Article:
Flora Vagi is a talented, young jewellery artist whose work was recently featured in Schmuck exhibition, in Munich. Despite her young age, she has already gathered an impressive collection of awards, including the "Cominelli Awards – Special Mention", Saló, Italy, the " Talente" – 1st Prize for Design, International Craft Fair, Munich, Germany and the "World Craft Council - Young Talent Prize", Mons, Belgium. We recently had the chance to meet with her, as she came to Athens for a seminar and a lecture at Anamma and she was kind enough to take time out of her busy schedule to chat with us, for an exclusive interview.
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In this following interview she shares with us her concepts, vision, experience, and some of her amazing work.
( Top image: "Ala Pervinca", brooch/ book pages, acrylic paint, cold enamel, 18 ct gold/ Winner of World Craft Council Award 2012)
10 Questions for Flora Vagi
1 .Could you tell us a little about yourself? Who you are and what you do?
My name is Flora Vagi. I am an observer who filters life and I am also a jeweller who creates objects to wear and to have. I speak many languages both through my words and through my works.
2. At what point did you start making jewellery?
It was when my painting teacher in a life drawing class looked at my drawings and told me that since I like to focus and immerse myself in details, maybe, I could look into jewellery.
3.4. Are there certain themes present in your artwork? How do you work? Could you briefly talk about your inspiration and your creative process?
There are, but they are very broad. Nature and spontaneity are always present. Surfaces and structures play a crucial role and my aim is to create pieces that are visually on the borderline of something organic and something artificial/ manmade. However, I would say that in general my work is very intuitive. Materials are a great inspiration and I take lots and lots of photographs everywhere I go, pretty much of everything. I am inspired by fine art works just as much as I am inspired by my environment. I experiment a lot and leave space for surprise. I like to surprise, but also like to be surprised.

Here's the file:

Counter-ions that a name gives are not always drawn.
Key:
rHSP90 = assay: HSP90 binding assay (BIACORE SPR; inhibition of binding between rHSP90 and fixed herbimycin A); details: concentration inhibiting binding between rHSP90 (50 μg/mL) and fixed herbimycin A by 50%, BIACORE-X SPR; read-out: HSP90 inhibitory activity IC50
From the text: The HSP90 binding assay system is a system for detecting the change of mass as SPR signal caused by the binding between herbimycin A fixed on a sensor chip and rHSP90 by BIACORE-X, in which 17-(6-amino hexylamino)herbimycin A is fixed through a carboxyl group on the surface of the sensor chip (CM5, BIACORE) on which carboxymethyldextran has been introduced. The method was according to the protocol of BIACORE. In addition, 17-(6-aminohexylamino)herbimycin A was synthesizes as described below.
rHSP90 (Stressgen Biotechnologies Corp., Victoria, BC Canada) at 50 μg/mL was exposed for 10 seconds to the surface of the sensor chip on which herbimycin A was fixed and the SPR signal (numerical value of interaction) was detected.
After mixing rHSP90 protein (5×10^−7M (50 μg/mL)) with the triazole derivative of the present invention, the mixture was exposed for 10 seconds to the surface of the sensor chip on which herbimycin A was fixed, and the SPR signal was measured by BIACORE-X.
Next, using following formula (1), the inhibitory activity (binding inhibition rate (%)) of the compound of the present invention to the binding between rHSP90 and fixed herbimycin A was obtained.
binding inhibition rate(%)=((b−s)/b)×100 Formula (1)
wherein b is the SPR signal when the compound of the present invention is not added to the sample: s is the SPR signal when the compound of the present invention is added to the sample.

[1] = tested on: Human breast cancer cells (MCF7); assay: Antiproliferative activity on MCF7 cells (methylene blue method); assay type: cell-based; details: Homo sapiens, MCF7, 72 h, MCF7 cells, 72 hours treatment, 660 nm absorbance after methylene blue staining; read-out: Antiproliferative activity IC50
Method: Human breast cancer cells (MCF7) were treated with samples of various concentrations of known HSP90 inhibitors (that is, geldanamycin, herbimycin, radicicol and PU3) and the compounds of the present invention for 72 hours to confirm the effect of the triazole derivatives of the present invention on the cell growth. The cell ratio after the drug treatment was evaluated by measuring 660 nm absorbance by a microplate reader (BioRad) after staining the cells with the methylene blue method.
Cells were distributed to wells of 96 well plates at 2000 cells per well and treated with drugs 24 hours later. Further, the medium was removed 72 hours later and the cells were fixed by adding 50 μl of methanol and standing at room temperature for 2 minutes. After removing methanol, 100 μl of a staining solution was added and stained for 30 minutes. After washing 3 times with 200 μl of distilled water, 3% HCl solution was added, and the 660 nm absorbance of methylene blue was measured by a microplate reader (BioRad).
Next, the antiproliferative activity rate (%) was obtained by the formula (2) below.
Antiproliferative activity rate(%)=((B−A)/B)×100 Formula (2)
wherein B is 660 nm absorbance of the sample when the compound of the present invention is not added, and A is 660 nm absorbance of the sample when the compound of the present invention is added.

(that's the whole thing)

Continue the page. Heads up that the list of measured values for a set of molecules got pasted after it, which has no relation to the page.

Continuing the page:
So far, I always go natural. It is about physical attraction. I work with materials that please my senses. I love the smell, the touch, including the temperature of them too. This is one of the reasons I left behind the classical goldsmithing that focuses on working with metal.
6. Many contemporary jewellers rejected tradition in favor of radical practice. Could you comment on the relationship of tradition and contemporary jewelry?
To me it is of great value to have a classical goldsmith base. A jeweller not only learns the technique, but also a gets "McGyverish" knowledge in problem-solving and a well trained eye for detail.
7. Who are your heroes?
My personal heroes are mainly the masters I learned from, during my studies and some I met afterwards. They all are examples of excellence and an unerring eye for detail, of minds that can have a concrete impact on our vision of life, of artists with a distinctive intellectual quality present in their work. They are examples of people that have taught me things way beyond my profession. Some substantial names in order of appearance in my life are:
8. The role of the artist has changed over time. Nowadays, what do you see as the role of the contemporary artist?
I find it has become a rather complex, multifaceted “job”. It certainly seems not enough for an artist just to create. They often need to think and act as managers, social networkers, celebrities and many other roles, simply because most people seem to connect to these kinds of role models nowadays. However, art is still a field that should represent freedom for the individual. A space where one can do whatever she/he imagines or wants to express, whether it is on a canvas, a record, through words or other media.
9. The best piece of advice you’ve been given…
The advice that I haven't been given is to learn from as many people as you can and find a Mentor to look up to, because this person can be the reference point for the rest of your life, regardless of what it's profession is.
10. Finally, please recommend two or more artists to our readers which you feel deserve their attention.
The works of the following artists are rather distinctive and unique, each for different reasons. Some are very minimal, some tell a story, but one thing they all have in common is quality. I mixed jewellers and fine artists intentionally, hoping that those who are interested will focus on the artist and not on their medium.
Top images: "Rosegold Seanemone", and "Red Seanemone", brooches / book pages, cold enamel, acrylic paint, 18 ct gold. "Red Seanemone": Winner of the World Craft Council Award, 2012.
For more information you can visit her page: http://www.floravagi.net/